We were driving early morning from Petra to Wadi Rum on Jordan’s main north south highway. I noticed the mist on the mountains in the distance and asked our driver what we were looking at. “That’s where we’re going,” she said. “That’s Wadi Rum.”
Wadi Rum means Valley of the Moon in Arabic, and this indeed could be a moonscape, although probably not our moon. Maybe some mythical moon, or one of the gaseous moons of Jupiter. Because, after all, this is the Arabian desert, and that doesn’t usually bring the words mist or humidity to mind.
But it was January, and it was pretty early in the morning still, so there was a little moisture in the air. It even snowed in the high parts of the Jordanian mountains two weeks ago. So, I guess anything is possible.
We were anxious to start our Wadi Rum tour.
This rock formation took its name from that book. It’s in Wadi Rum, where Lawrence passed and camped many times during the campaign. Wadi Rum is also where much of the film, Lawrence of Arabia, was filmed. Wadi Rum also recently served as the stand-in for Mars in the film The Martian.
I took a couple of shots here, with and without pickup truck. I left the truck in the shot so you could get an idea of the scale.
When it comes to color and natural beauty it’s hard to beat mountains and desert. When you have both, such as in Wadi Rum, Jordan–and when I get up before dawn to shoot them–you have a combo that’s hard to beat. Wadi Rum is spectacular for many reasons. It’s so beautiful, and stark at the same time. One of the most impressive features is the predominance of iron oxide, rust, in the mountains, which turns a lot of the landscape red. There are parts of the desert which do not have this rust, and in certain spots you can see the ground change from red to white along a clearly delineated line.
This and the shot below were the direct results of staying overnight at a Bedouin camp in Wadi Rum. The Bedouins have exclusive rights to accommodation in Wadi Rum, so you can only do it with their permission. Various families have camps where you can stay, and those families also have the four wheel vehicles that will ferry you around the desert.
The Bedouin camp hospitality is legendary, of course, and our stay at the camp, despite the total language barrier, was a delight. A desert cooked dinner, sweet tea and honeyed pastries for desert, and early to bed to await the dawn.
It was a particularly soft dawn over the red sands of Wadi Rum. Often you’ll get the long shadows of low light at dawn. But the early sun was still behind the mountains, and so just infused the scene with a delicate glow without pouring down so hard as to cause harsh shadows.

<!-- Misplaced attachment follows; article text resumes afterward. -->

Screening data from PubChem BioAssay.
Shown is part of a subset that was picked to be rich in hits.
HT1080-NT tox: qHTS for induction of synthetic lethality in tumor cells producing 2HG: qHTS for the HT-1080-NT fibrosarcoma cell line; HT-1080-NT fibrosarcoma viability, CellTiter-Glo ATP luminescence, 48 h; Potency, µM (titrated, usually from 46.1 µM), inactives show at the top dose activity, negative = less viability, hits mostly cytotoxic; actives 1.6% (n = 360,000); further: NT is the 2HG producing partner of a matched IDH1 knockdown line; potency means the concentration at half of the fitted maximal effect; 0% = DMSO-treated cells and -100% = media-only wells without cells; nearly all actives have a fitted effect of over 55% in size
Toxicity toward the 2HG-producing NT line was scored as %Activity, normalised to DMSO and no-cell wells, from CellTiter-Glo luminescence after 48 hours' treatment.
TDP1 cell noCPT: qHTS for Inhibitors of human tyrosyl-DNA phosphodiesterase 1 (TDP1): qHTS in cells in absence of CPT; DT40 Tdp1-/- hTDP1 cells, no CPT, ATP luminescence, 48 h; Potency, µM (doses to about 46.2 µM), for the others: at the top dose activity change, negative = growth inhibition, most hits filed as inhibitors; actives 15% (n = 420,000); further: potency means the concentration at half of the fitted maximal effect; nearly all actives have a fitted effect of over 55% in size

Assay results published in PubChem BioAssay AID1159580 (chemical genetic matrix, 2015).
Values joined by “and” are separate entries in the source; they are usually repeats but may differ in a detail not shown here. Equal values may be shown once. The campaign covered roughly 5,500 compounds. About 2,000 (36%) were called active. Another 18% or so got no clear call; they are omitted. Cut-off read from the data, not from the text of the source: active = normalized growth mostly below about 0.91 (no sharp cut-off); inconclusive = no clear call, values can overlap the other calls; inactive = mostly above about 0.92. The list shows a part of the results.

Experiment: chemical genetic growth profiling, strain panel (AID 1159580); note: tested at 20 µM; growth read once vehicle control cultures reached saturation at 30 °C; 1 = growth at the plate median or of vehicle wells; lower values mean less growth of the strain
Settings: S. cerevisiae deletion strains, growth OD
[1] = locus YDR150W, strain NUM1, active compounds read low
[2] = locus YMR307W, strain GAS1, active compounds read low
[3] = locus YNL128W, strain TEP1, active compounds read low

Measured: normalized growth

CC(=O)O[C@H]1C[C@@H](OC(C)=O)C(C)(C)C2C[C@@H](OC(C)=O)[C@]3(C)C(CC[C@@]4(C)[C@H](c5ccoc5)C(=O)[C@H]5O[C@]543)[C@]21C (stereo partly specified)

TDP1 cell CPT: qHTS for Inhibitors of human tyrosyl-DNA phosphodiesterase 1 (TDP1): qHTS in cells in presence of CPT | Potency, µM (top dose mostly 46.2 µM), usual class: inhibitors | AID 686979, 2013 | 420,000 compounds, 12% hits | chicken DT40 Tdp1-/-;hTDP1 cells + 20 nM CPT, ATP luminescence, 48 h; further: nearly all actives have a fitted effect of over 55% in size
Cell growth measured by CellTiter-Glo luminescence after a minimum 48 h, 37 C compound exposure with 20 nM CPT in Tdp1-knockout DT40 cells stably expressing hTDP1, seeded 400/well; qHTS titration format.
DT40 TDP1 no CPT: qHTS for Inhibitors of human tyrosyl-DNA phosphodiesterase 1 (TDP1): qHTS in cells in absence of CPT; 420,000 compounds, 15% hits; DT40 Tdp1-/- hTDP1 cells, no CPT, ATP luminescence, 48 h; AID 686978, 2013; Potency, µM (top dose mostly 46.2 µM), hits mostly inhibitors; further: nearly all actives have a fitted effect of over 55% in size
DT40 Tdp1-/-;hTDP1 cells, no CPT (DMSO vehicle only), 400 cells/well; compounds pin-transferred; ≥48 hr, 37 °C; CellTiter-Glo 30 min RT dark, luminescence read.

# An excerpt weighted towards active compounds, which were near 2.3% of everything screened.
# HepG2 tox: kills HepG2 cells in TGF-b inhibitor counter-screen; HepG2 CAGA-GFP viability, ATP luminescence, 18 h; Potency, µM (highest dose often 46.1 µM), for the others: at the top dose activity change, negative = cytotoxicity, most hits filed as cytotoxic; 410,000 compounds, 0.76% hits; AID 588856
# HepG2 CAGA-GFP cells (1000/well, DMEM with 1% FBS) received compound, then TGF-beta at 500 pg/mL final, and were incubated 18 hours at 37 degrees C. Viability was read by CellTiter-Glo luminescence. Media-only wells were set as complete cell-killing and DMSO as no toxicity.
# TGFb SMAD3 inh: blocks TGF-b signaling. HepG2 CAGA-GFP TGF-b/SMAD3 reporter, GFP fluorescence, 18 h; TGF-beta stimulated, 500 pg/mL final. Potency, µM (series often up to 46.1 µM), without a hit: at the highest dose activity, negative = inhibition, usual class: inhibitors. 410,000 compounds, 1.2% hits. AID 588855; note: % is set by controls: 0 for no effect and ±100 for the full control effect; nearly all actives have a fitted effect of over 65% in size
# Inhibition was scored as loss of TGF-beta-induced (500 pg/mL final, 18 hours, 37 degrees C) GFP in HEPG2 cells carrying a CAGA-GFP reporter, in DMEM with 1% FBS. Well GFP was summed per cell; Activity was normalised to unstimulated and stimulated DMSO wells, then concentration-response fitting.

The Bedouin encampment in Wadi Rum was a tent setup that was more permanent than a usual Bedouin outpost, there were metal frames to the tents, and the “dinner” tent had a stone fireplace to warm the large space. Of course, in the desert, there’s not much wood, and this man made this fire out of one small branch from a dry tree.
But the tent walls are made of goat hair carpets, as is the ceiling. And that is some fantastic insulation. The chill of the desert night, which was near freezing, was subdued even by this small fire.
As part of our Wadi Rum visit, we took a three hour guided jeep tour through the Wadi Rum desert. We stopped at many interesting archeological sites in the Unesco World Heritage area. Now I like petroglyphs as much as the next guy, but I’m really a sucker for military history. Especially when that military history involves one of my favorite military (and cinematic) characters of all time: Lawrence of Arabia.
At this spot in Wadi Rum, there was a ruined stone house built against a hill. It’s doubtful T. E. Lawrence himself stayed in the building, because he usually slept Bedouin-style in a tent. But the spot of land is well documented as a site of prolonged encampment for Lawrence and his men. The site, in addition to having a natural bulwark of surrounding rock outcroppings, was on a bit of a rise in the otherwise very flat valley. The rise provided him with an extended view to the south west, where his enemies were likely to advance. At any rate, this was Lawrence’s vista down the valley over the red sand of Wadi Rum.
I won’t go into a history lesson here, but I will encourage you to rent, steal, download or whatever David Lean’s spectacular epic film. I don’t think it would be saying too much that it is among the 10 best regarded films in movie history. I certainly have it in my top 5.
If you are interested in Lawrence, you might also do well to read his own words on his campaigns in Arabia, Seven Pillars of Wisdom.
If you need convincing about reading Lawrence’s book, here’s the first paragraph. This guy could write.
Some of the evil of my tale may have been inherent in our circumstances. For years we lived anyhow with one another in the naked desert, under the indifferent heaven. By day the hot sun fermented us; and we were dizzied by the beating wind. At night we were stained by dew, and shamed into pettiness by the innumerable silences of stars. We were a self-centered army without parade or gesture, devoted to freedom, the second of man’s creeds, a purpose so ravenous that it devoured all our strength, a hope so transcendent that our earlier ambitions faded in its glare.
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